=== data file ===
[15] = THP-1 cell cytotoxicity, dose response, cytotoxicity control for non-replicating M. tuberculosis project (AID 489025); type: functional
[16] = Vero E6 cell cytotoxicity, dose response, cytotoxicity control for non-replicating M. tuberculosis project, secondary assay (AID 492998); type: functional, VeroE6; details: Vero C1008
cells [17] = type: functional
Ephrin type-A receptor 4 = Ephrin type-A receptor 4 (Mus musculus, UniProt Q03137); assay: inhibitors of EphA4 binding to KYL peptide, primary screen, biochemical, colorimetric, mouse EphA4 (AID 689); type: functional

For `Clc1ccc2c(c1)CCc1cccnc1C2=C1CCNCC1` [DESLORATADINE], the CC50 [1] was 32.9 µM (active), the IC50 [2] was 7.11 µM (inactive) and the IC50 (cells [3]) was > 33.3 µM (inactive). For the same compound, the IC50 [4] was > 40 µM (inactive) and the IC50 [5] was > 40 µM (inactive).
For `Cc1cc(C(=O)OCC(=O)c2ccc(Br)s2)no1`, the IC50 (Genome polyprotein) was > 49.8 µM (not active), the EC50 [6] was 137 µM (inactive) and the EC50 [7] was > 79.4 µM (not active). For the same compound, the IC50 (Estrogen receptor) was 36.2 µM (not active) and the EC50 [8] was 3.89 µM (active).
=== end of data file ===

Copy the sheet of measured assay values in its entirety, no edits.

[15] = THP-1 cell cytotoxicity, dose response, cytotoxicity control for non-replicating M. tuberculosis project (AID 489025); type: functional
[16] = Vero E6 cell cytotoxicity, dose response, cytotoxicity control for non-replicating M. tuberculosis project, secondary assay (AID 492998); type: functional, VeroE6; details: Vero C1008
cells [17] = type: functional
Ephrin type-A receptor 4 = Ephrin type-A receptor 4 (Mus musculus, UniProt Q03137); assay: inhibitors of EphA4 binding to KYL peptide, primary screen, biochemical, colorimetric, mouse EphA4 (AID 689); type: functional

For `Clc1ccc2c(c1)CCc1cccnc1C2=C1CCNCC1` [DESLORATADINE], the CC50 [1] was 32.9 µM (active), the IC50 [2] was 7.11 µM (inactive) and the IC50 (cells [3]) was > 33.3 µM (inactive). For the same compound, the IC50 [4] was > 40 µM (inactive) and the IC50 [5] was > 40 µM (inactive).
For `Cc1cc(C(=O)OCC(=O)c2ccc(Br)s2)no1`, the IC50 (Genome polyprotein) was > 49.8 µM (not active), the EC50 [6] was 137 µM (inactive) and the EC50 [7] was > 79.4 µM (not active). For the same compound, the IC50 (Estrogen receptor) was 36.2 µM (not active) and the EC50 [8] was 3.89 µM (active).